As it got dark, John tried some topwater poppers and hooked quite a few smaller largies.  He also hooked a 14-inch crappie on a topwater bait, which I have never seen before.
Friday:  A lot of the same tactics as Thursday.  Beat the hell out of the fish around our camp, then ventured out into the east end of Good Hope and found lots of good shoreline holding fish.  We traveled south about 5 miles and tried a few canyons on the east side pulling up mostly smallmouth with an occasional crappie and largemouth bass.  
This area was in the clear water and it seemed more difficult to locate the largemouth without spooking them.  We went into Ticaboo Canyon (dink smallie-ville) and tried our luck.  
Rick caught a walleye on a jig/trailer (another first) and we decided to make a few passes trolling cranks for stripers and eyes.   To our surprise we caught two nice crappies and a bluegill (first timer #3).  
After that, we headed back to Good Hope and Blue Notch to fill the rest of the day pitching the bushes/beds for largies.  We had a bass-tournament of our own on Friday, just counting total number of bass.  Rick took the honors with 18, I caught 15, and John had 13.

Saturday:  The day from hell.  I dont know if half the population of Utah came to Lake Powell for a one day trip or what.  All of the sudden, there was 3 boats in every corner of the lake.  I’ve never seen so many boats up north before.  It was hot and miserable, and the fishing all but turned off due to the pressure and people spooking fish.  
We decided to head north and try the super-stained water.  We gave Two Mile Canyon and Four Mile Canyon a couple hours and probably had 3 bites to show for it… Miserable.  We trolled around "The Horn" and pulled up a few stripers with one over 5 pounds, then we went back to Ticaboo Canyon to seek some shade with the high cliffs and took a break for a while.  
We saw a few guys catching some walleye on bottom-bouncers in Ticaboo, but there were about 6 boats packed in there so it wasn’t even worth getting in the mix.  We wasted some time bowfishing carp. Rick shot into a pod of carp and to our surprise, put a hole through one of the giant shad we kept seeing!  Was cool to see one up close, and I think the largemouth were thankful as they treated us well the next day.

Sunday:  Had the lake to ourselves again.   Only saw one or two other boats and the bite was back on.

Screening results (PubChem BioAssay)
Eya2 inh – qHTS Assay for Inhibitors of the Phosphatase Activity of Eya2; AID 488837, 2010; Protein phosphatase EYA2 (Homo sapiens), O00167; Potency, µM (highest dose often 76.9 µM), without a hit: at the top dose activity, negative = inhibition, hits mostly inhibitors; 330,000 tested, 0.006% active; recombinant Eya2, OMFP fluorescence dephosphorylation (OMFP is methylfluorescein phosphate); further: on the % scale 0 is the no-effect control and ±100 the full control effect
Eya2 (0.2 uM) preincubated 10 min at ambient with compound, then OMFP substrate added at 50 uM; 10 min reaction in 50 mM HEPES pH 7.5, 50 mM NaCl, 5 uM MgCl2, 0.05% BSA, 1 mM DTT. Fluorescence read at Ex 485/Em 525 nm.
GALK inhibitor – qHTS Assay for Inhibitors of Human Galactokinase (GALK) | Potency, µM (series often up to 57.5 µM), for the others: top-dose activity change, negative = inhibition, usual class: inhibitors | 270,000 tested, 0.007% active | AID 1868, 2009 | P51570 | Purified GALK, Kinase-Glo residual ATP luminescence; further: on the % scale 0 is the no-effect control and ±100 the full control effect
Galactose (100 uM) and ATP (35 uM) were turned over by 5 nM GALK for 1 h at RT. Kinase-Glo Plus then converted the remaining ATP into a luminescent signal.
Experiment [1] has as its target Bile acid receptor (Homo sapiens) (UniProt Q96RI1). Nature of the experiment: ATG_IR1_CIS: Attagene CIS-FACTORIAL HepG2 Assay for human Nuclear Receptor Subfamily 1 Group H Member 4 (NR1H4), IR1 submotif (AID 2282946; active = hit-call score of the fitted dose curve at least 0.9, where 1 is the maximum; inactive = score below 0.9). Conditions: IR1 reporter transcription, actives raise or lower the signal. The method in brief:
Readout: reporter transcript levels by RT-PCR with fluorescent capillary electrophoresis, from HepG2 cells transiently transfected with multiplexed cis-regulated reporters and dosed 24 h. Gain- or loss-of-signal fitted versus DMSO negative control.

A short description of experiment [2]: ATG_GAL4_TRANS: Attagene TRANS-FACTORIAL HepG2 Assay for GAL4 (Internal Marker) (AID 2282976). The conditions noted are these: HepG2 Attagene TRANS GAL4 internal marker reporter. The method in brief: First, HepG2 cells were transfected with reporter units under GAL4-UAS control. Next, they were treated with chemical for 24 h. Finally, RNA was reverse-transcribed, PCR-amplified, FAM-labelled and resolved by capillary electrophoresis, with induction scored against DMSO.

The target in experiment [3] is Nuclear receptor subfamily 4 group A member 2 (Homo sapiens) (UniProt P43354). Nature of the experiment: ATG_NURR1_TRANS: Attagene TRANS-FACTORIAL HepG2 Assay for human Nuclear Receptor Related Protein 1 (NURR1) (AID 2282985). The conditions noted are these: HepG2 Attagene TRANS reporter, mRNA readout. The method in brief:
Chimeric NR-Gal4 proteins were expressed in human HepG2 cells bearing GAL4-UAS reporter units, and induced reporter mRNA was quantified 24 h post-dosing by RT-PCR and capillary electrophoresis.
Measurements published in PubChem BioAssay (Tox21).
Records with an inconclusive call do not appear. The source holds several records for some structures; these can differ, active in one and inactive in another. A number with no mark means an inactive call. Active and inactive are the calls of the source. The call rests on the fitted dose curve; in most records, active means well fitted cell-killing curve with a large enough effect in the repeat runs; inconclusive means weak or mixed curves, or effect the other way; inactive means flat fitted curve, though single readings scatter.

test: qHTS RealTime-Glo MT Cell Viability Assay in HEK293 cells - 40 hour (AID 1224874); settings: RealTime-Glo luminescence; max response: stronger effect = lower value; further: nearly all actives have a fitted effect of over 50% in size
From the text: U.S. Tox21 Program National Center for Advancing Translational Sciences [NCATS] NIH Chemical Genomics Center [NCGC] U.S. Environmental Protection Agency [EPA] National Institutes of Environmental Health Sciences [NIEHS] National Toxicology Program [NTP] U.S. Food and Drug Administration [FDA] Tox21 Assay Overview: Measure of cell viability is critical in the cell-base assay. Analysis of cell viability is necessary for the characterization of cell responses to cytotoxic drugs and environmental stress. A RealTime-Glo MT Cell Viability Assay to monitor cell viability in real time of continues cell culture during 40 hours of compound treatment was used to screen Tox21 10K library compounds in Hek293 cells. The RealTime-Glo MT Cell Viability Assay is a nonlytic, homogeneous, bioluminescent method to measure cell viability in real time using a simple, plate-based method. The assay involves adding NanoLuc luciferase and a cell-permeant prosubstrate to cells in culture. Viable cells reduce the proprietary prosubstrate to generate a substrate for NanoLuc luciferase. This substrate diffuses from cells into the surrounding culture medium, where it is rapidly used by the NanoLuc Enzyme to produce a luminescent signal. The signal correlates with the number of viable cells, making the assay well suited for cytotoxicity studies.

Back to the same old tricks pitching jigs and some plastics onto beds.  We went back into Kathy's Canyon which is back in Good Hope, and we wished we would have found this canyon earlier.  LMB were all over in there.  Just about any crevice or bush that looked like it could hold a bed had one or two fish sitting on it.  We took several passes through Kathy's, in between passes we hit some shoreline out in Good Hope and our campground area in Blue Notch.  
We did another bass tournament and decided to do a 3-fish max weight competition.  By the end of the day, we all had bags close to 9 pounds, with Chris taking the honors by a few ounces.  Rick caught a 13 inch crappie on a jig/trailer (first #4) and John caught a nice bluegill on a creature bait (first #5).  
At night we found a sunken island in Good Hope that was about 15 feet deep and made a few passes drifting jigs.  Caught two stripers and two walleye in the first couple passes then the bite shut off.
Monday:  All of our batteries were pretty well shot, our food/water was about gone as well as our gas.  Rick taught us the coolest lizard catching gadget known to man, made from a stick and dental flaws, so we caught a bunch and took them home to the kiddo’s.
Goal is to keep them alive until next year’s Powell trip, then take them back and let em go.  We gathered some really cool red sand and sandstone near Hanksville on our way home to make our lizard aquariums.
Before leaving we gave a few of the lunker largies a last chance where we remembered their lairs, caught a couple, then packed up and headed out.  
When we got back to Hite boat ramp, the water was 77-degrees.  Beautiful weather the entire trip, very little wind, severe sun burns, and lots of fish.  Pretty much caught as many 2-3 pound male largemouths as your heart desired.  The only downfall was we didn’t catch any of the big bertha females.  I guess that’s the tradeoff from going a few weeks later in the spawn.

No comments: